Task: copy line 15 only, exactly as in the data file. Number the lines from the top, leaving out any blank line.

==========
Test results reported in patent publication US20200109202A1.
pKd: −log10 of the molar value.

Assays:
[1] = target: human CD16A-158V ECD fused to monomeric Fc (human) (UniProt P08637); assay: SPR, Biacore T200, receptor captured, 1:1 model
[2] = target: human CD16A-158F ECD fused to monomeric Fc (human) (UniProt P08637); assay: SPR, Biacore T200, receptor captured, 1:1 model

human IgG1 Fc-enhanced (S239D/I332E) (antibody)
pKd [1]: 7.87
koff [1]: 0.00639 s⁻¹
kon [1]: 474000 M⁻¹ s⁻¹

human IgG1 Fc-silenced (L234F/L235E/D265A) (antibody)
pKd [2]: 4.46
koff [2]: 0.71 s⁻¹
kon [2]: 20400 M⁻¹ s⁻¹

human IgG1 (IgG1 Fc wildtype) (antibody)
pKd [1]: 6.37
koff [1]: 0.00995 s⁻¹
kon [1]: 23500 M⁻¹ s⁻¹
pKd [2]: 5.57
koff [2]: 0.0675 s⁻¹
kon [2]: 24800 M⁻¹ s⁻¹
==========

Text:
pKd [1]: 6.37